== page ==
By Jonathan Ugbal
Nigerian journalist and activist, Citizen Agba Jalingo has said that those preventing presidential candidates in the 2023 general elections from partaking in debates and shielding them from asking questions should be viewed as enemies of democracy.
Jalingo, who is the Editor-in-Chief of CrossRiverWatch stated this while speaking on Arise Television’s flagship program, “The Morning Show” on Thursday where he lamented that the continuous reward of that behavior by Nigerians at the polls contributed to the situation the country faces now.
The Presidential Candidate of the All Progressives Congress, APC, Bola Tinubu was the focus of the discussion after the party’s presidential campaign council accused media outlets of being partisan and insisted that their candidate was not obligated to attend televised debates.
Two veteran journalists, Dele Alake and Bayo Onanuga have led the media campaign of the candidate. They said media outlets making an issue out of the absence of the APC candidate were basically showing their political leanings.
And, Citizen Jalingo said, “Nigerians that are pandering to that kind of bad behavior are simply feathering the best of birds that will soon begin to hunt us.”
He said some legislatures have even given legal backing to debates since the first widely reported debate in the United States of America between Richard Nixon and John F. Kennedy (JFK) in 1960.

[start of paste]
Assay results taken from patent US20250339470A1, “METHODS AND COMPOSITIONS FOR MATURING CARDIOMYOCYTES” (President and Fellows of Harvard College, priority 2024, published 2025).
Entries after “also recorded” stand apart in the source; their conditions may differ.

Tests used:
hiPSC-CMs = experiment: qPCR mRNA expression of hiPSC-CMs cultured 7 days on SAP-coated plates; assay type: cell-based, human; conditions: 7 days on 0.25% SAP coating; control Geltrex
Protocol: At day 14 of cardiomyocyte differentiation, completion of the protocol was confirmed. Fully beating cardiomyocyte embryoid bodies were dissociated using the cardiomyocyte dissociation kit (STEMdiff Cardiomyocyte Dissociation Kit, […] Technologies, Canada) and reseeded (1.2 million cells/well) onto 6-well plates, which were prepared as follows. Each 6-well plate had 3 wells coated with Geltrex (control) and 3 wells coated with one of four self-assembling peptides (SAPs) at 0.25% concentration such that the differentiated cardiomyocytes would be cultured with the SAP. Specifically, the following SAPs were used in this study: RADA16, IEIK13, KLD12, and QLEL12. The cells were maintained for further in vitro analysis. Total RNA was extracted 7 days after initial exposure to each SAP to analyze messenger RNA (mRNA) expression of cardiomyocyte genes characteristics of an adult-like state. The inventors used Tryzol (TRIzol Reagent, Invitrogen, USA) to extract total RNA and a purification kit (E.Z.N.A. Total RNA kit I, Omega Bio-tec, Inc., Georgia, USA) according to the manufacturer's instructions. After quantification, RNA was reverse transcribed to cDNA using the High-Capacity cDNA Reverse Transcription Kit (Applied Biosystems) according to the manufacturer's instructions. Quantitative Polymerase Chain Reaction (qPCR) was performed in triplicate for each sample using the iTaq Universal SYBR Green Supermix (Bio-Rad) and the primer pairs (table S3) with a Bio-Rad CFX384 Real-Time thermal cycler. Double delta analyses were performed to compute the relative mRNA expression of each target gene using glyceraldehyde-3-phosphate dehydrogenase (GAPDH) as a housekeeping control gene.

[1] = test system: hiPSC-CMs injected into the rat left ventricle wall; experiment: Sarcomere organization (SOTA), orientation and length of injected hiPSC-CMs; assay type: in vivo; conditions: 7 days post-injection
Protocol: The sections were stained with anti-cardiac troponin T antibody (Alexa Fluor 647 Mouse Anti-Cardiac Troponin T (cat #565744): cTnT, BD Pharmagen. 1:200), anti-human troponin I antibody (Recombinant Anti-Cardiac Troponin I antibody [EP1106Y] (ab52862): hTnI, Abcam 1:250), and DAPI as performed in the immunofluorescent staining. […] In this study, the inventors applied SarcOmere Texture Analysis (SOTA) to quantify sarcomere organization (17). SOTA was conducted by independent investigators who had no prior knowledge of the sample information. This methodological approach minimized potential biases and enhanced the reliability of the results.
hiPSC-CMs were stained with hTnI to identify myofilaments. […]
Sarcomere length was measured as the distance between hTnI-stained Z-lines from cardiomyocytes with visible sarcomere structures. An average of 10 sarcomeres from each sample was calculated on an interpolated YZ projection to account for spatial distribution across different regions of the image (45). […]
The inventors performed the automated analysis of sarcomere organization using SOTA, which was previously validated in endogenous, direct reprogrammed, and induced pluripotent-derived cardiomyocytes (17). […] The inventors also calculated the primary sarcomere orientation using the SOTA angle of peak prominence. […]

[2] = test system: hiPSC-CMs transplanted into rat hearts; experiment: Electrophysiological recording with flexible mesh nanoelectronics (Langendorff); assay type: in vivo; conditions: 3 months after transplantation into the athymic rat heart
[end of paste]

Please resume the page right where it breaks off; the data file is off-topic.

“We need to start to look at the morality and the suitability of political debates. Since the 1960 debate between Nixon and JFK, in some countries, that has been given legislative backing to make sure whoever is asking for that top job will come and face the people, and the employers to ask them questions.
“Whoever is against this kind of practice in Nigeria, I think should be considered an enemy of democracy. Because, if that is the case elsewhere, then (President Donald) Trump would have arrested everybody at CNN and locked them up because of the way they were digging after his heels every morning,” Jalingo said.
Jalingo who described the action as akin to gagging freedom of expression and the press wondered why two veterans will have that posture especially as some of their colleagues have been victims of press repression in the past, yet, pander to sentiments that many felt have been left behind over two decades ago.
However, he said that the continuous reward of public office to those who failed to appear before Nigerians to be asked questions may have fueled the current situation.
“If you go down memory lane, in 1999, President Obasanjo refused to attend the presidential debate. In 2003, the same thing happened. He said he wasn’t going to debate and he won the election. President Jonathan also avoided one of the debates in preference for another, he also won the election and Buhari also came and decided that he was not going to participate and he won the election.
“Maybe they are seeing it as a pattern for them that, ‘ignore them, that is not how to win elections.’ If you have enough money to share, you will always go to the booth and vote for them,” he said.
The activist who said he felt “very offended” that people he considered as very respected members of the media industry could back such narratives urged journalists to push to ask more questions so that the younger ones in training will get inspired to continuously view journalism as a tool to shape society positively.